Fung et al. 1987
Fung, I.Y., C.J. Tucker, and K.C. Prentice, 1987: Application of Advanced Very High Resolution Radiometer vegetation index to study atmosphere-biosphere exchange of CO2. J. Geophys. Res., 92, 2999-3015, doi:10.1029/JD092iD03p02999.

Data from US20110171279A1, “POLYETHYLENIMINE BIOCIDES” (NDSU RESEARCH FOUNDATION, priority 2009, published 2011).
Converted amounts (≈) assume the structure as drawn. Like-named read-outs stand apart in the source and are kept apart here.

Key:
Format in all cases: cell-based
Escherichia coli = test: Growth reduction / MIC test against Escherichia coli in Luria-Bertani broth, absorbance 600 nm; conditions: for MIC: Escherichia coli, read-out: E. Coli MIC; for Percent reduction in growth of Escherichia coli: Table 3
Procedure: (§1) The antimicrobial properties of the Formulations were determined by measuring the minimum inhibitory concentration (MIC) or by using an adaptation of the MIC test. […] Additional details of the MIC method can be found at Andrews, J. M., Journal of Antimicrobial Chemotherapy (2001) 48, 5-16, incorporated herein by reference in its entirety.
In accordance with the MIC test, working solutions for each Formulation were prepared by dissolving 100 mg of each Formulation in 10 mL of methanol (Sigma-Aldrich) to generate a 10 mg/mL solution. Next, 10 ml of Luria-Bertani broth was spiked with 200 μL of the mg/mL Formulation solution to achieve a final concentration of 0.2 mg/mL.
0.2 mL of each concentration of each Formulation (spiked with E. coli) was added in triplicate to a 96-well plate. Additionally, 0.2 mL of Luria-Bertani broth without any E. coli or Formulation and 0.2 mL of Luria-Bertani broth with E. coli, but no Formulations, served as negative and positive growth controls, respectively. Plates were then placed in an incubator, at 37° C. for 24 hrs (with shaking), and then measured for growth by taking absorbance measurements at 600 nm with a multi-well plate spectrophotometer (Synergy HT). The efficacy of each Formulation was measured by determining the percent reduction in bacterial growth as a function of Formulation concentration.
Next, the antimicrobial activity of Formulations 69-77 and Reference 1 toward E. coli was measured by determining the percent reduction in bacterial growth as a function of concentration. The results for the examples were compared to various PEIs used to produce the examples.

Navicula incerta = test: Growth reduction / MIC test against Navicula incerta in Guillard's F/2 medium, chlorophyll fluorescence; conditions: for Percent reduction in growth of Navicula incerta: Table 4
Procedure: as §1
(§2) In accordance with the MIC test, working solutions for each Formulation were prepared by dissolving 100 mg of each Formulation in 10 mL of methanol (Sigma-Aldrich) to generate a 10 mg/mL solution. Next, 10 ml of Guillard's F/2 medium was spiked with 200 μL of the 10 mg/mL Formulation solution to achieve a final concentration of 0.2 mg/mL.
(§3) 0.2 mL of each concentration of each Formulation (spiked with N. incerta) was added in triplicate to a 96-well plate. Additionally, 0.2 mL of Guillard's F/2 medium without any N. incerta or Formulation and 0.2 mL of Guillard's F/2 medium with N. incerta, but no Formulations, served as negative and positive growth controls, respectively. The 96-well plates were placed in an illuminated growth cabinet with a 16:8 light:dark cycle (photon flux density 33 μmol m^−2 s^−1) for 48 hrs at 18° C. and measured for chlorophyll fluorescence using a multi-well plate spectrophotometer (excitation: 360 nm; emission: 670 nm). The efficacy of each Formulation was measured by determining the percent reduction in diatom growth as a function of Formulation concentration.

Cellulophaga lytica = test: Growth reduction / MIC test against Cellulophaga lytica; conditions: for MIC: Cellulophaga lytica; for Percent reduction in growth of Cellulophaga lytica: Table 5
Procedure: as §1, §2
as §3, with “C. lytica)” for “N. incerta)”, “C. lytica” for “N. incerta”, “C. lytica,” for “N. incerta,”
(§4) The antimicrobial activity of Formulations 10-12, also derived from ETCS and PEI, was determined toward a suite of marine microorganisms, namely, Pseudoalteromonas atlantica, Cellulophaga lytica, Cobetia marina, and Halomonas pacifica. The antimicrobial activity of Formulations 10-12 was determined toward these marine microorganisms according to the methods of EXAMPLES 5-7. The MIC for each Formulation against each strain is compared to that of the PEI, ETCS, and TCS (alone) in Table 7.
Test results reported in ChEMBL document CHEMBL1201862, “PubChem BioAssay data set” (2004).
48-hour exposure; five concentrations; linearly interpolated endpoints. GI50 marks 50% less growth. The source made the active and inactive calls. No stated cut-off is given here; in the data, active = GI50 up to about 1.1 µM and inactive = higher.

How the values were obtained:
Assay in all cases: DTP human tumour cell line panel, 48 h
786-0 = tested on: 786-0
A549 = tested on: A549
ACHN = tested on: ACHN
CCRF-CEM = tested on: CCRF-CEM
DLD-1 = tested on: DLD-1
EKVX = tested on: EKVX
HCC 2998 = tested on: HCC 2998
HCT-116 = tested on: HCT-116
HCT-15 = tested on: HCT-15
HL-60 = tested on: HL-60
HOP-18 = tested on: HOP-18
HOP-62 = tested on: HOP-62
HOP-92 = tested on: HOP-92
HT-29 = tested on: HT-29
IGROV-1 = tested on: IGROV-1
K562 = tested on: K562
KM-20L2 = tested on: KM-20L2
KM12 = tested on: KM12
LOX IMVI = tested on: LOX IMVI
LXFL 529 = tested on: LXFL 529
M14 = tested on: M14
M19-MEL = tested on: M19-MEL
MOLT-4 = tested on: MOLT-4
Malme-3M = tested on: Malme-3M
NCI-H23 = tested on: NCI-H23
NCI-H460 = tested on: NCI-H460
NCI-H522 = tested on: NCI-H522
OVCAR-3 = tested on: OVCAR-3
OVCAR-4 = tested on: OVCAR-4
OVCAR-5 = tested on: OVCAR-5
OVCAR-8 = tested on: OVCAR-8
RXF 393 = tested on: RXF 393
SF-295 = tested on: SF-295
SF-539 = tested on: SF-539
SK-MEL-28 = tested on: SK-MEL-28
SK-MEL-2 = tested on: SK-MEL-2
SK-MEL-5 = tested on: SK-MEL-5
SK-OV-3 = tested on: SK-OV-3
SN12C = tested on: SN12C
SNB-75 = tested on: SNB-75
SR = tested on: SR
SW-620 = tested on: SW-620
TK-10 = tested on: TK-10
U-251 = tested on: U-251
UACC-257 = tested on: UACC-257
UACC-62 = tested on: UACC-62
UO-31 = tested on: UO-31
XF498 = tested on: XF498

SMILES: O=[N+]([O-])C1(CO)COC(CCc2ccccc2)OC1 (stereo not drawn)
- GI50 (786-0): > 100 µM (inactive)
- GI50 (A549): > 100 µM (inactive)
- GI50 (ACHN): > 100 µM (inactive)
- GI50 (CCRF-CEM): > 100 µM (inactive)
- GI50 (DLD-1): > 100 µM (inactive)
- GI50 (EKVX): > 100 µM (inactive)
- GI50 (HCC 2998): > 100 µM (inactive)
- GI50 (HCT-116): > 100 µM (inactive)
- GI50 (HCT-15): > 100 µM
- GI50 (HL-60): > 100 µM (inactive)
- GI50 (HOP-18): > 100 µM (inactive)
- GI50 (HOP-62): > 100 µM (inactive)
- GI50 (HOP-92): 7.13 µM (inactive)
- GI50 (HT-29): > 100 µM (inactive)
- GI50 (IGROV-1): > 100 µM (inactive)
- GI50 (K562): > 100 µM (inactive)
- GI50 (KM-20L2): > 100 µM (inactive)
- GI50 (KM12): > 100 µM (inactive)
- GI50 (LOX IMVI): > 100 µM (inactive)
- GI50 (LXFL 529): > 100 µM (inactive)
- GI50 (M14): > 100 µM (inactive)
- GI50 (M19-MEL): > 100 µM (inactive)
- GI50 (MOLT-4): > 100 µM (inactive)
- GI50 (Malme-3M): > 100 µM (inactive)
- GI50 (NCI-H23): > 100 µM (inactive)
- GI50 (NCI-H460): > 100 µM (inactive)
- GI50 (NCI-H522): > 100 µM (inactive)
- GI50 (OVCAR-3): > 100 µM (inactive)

Normalized difference vegetation indices derived from radiances measured by the Advanced Very High Resolution Radiometer aboard the NOAA 7 polar-orbiting satellite were used to prescribe the phasing of terrestrial photosynthesis. The satellite data were combined with field data on soil respiration and a global map of net primary productivity to obtain the seasonal exchange of CO2 between the atmosphere and the terrestrial biosphere. The monthly fluxes of CO2 thus obtained were employed as source/sink functions in a global three-dimensional atmospheric trace transport model to simulate the annual oscillations of CO2 in the atmosphere. Reasonable agreement was found between the simulated and observed annual cycles of atmospheric CO2 at the locations of the remote monitoring stations. The results demonstrate that satellite data of high spatial and temporal resolution can be used to provide quantitative information about seasonal and longer-term variations of photosynthetic activity on a global scale. Atmospheric CO2 observations and a three-dimensional atmospheric model have been used to validate the translation of the nondimensional satellite data into dimensional carbon fluxes. Direct calibration will require extensive ground truth and field measurements at ecosystem scales.